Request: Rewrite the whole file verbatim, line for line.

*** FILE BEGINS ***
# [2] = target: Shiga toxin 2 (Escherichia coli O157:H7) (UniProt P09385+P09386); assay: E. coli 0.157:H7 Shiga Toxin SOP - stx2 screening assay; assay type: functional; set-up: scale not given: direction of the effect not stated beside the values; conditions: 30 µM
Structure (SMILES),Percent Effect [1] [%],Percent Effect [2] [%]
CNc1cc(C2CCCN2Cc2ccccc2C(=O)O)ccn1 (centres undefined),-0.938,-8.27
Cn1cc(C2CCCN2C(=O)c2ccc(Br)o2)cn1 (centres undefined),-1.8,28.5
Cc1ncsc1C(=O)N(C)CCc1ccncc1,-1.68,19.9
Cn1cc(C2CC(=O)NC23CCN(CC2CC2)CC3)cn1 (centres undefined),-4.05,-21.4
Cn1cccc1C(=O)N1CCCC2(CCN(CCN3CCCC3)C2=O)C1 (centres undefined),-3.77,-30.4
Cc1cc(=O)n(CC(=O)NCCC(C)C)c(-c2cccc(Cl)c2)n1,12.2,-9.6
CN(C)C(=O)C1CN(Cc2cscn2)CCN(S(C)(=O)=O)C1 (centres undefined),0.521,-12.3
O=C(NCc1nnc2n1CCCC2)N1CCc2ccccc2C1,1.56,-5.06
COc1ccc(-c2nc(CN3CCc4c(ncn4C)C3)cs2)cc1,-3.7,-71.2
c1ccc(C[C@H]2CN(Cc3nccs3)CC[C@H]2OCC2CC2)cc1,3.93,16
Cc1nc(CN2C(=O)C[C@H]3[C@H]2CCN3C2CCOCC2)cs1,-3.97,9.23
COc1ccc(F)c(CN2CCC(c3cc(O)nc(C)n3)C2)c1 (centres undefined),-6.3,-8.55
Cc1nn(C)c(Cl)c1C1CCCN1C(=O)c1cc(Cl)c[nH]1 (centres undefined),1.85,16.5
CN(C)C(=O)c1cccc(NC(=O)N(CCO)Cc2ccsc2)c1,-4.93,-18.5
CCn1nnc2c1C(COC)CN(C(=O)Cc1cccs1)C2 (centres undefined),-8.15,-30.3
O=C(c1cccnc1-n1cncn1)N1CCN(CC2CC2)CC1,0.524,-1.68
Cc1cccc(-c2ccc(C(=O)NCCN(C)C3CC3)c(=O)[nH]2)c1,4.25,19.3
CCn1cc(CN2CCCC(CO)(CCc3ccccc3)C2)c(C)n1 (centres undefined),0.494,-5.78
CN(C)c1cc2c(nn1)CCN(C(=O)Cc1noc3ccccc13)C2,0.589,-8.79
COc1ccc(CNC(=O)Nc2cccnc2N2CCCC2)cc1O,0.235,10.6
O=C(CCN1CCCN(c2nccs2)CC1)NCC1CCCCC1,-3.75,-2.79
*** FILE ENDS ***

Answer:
# [2] = target: Shiga toxin 2 (Escherichia coli O157:H7) (UniProt P09385+P09386); assay: E. coli 0.157:H7 Shiga Toxin SOP - stx2 screening assay; assay type: functional; set-up: scale not given: direction of the effect not stated beside the values; conditions: 30 µM
Structure (SMILES),Percent Effect [1] [%],Percent Effect [2] [%]
CNc1cc(C2CCCN2Cc2ccccc2C(=O)O)ccn1 (centres undefined),-0.938,-8.27
Cn1cc(C2CCCN2C(=O)c2ccc(Br)o2)cn1 (centres undefined),-1.8,28.5
Cc1ncsc1C(=O)N(C)CCc1ccncc1,-1.68,19.9
Cn1cc(C2CC(=O)NC23CCN(CC2CC2)CC3)cn1 (centres undefined),-4.05,-21.4
Cn1cccc1C(=O)N1CCCC2(CCN(CCN3CCCC3)C2=O)C1 (centres undefined),-3.77,-30.4
Cc1cc(=O)n(CC(=O)NCCC(C)C)c(-c2cccc(Cl)c2)n1,12.2,-9.6
CN(C)C(=O)C1CN(Cc2cscn2)CCN(S(C)(=O)=O)C1 (centres undefined),0.521,-12.3
O=C(NCc1nnc2n1CCCC2)N1CCc2ccccc2C1,1.56,-5.06
COc1ccc(-c2nc(CN3CCc4c(ncn4C)C3)cs2)cc1,-3.7,-71.2
c1ccc(C[C@H]2CN(Cc3nccs3)CC[C@H]2OCC2CC2)cc1,3.93,16
Cc1nc(CN2C(=O)C[C@H]3[C@H]2CCN3C2CCOCC2)cs1,-3.97,9.23
COc1ccc(F)c(CN2CCC(c3cc(O)nc(C)n3)C2)c1 (centres undefined),-6.3,-8.55
Cc1nn(C)c(Cl)c1C1CCCN1C(=O)c1cc(Cl)c[nH]1 (centres undefined),1.85,16.5
CN(C)C(=O)c1cccc(NC(=O)N(CCO)Cc2ccsc2)c1,-4.93,-18.5
CCn1nnc2c1C(COC)CN(C(=O)Cc1cccs1)C2 (centres undefined),-8.15,-30.3
O=C(c1cccnc1-n1cncn1)N1CCN(CC2CC2)CC1,0.524,-1.68
Cc1cccc(-c2ccc(C(=O)NCCN(C)C3CC3)c(=O)[nH]2)c1,4.25,19.3
CCn1cc(CN2CCCC(CO)(CCc3ccccc3)C2)c(C)n1 (centres undefined),0.494,-5.78
CN(C)c1cc2c(nn1)CCN(C(=O)Cc1noc3ccccc13)C2,0.589,-8.79
COc1ccc(CNC(=O)Nc2cccnc2N2CCCC2)cc1O,0.235,10.6
O=C(CCN1CCCN(c2nccs2)CC1)NCC1CCCCC1,-3.75,-2.79